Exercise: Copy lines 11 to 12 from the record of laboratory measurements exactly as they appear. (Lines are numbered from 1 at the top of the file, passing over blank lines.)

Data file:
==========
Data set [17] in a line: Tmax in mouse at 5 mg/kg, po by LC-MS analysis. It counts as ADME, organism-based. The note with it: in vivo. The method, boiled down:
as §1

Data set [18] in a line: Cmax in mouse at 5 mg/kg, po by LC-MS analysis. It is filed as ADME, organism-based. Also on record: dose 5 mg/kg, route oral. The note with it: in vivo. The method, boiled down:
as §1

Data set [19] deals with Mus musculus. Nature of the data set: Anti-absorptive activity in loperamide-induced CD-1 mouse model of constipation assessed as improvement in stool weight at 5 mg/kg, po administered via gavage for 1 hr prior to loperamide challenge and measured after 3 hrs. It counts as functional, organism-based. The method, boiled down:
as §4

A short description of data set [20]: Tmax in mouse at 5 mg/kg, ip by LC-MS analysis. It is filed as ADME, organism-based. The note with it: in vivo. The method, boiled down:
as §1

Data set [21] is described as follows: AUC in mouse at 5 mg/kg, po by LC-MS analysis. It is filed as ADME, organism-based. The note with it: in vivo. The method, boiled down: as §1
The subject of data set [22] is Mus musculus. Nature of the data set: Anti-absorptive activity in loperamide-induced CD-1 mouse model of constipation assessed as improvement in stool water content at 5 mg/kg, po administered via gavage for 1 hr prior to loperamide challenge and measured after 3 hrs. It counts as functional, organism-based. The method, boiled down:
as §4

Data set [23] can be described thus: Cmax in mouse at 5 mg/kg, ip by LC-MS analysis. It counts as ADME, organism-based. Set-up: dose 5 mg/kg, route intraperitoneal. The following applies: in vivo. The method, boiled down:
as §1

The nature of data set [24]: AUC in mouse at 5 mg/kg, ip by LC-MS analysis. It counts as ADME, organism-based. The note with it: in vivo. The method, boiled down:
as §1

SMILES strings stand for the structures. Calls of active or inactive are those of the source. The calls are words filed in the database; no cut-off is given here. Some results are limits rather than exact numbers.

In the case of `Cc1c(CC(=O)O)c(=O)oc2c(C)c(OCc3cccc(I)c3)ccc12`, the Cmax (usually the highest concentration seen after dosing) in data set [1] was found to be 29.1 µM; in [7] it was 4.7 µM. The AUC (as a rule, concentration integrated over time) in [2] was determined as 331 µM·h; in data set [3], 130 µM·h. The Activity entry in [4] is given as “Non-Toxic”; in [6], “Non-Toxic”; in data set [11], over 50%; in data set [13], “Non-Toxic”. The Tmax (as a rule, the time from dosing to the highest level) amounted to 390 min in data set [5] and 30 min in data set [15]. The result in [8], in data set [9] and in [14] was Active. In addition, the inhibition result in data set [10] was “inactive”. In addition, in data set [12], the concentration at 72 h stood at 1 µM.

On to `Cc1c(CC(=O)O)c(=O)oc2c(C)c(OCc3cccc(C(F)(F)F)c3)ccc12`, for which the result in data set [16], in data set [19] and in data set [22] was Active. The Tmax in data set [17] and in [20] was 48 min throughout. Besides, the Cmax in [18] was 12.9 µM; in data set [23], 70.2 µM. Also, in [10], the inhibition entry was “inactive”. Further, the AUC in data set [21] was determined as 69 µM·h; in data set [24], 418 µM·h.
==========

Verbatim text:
as §4

Data set [23] can be described thus: Cmax in mouse at 5 mg/kg, ip by LC-MS analysis. It counts as ADME, organism-based. Set-up: dose 5 mg/kg, route intraperitoneal. The following applies: in vivo. The method, boiled down: